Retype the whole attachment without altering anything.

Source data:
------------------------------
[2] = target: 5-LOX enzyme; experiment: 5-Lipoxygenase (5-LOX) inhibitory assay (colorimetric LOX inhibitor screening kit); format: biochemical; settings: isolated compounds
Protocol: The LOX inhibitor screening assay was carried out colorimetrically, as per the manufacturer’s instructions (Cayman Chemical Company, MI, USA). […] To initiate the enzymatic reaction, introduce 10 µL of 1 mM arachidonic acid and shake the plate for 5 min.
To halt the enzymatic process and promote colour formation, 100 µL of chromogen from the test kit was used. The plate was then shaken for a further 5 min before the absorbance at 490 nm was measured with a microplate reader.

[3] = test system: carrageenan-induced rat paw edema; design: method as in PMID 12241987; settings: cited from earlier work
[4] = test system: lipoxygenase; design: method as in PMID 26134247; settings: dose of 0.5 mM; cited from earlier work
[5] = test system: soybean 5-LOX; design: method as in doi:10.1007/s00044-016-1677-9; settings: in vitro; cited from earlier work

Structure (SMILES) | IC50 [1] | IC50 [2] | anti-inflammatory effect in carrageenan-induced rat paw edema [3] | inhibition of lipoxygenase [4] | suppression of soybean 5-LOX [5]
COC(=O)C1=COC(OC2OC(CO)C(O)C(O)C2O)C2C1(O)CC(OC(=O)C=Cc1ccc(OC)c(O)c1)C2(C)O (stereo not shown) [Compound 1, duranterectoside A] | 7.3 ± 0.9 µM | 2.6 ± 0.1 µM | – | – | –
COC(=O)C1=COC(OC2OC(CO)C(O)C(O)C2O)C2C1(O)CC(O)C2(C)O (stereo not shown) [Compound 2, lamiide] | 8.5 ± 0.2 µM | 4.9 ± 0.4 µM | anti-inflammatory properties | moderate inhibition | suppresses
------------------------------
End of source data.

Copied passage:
[2] = target: 5-LOX enzyme; experiment: 5-Lipoxygenase (5-LOX) inhibitory assay (colorimetric LOX inhibitor screening kit); format: biochemical; settings: isolated compounds
Protocol: The LOX inhibitor screening assay was carried out colorimetrically, as per the manufacturer’s instructions (Cayman Chemical Company, MI, USA). […] To initiate the enzymatic reaction, introduce 10 µL of 1 mM arachidonic acid and shake the plate for 5 min.
To halt the enzymatic process and promote colour formation, 100 µL of chromogen from the test kit was used. The plate was then shaken for a further 5 min before the absorbance at 490 nm was measured with a microplate reader.

[3] = test system: carrageenan-induced rat paw edema; design: method as in PMID 12241987; settings: cited from earlier work
[4] = test system: lipoxygenase; design: method as in PMID 26134247; settings: dose of 0.5 mM; cited from earlier work
[5] = test system: soybean 5-LOX; design: method as in doi:10.1007/s00044-016-1677-9; settings: in vitro; cited from earlier work

Structure (SMILES) | IC50 [1] | IC50 [2] | anti-inflammatory effect in carrageenan-induced rat paw edema [3] | inhibition of lipoxygenase [4] | suppression of soybean 5-LOX [5]
COC(=O)C1=COC(OC2OC(CO)C(O)C(O)C2O)C2C1(O)CC(OC(=O)C=Cc1ccc(OC)c(O)c1)C2(C)O (stereo not shown) [Compound 1, duranterectoside A] | 7.3 ± 0.9 µM | 2.6 ± 0.1 µM | – | – | –
COC(=O)C1=COC(OC2OC(CO)C(O)C(O)C2O)C2C1(O)CC(O)C2(C)O (stereo not shown) [Compound 2, lamiide] | 8.5 ± 0.2 µM | 4.9 ± 0.4 µM | anti-inflammatory properties | moderate inhibition | suppresses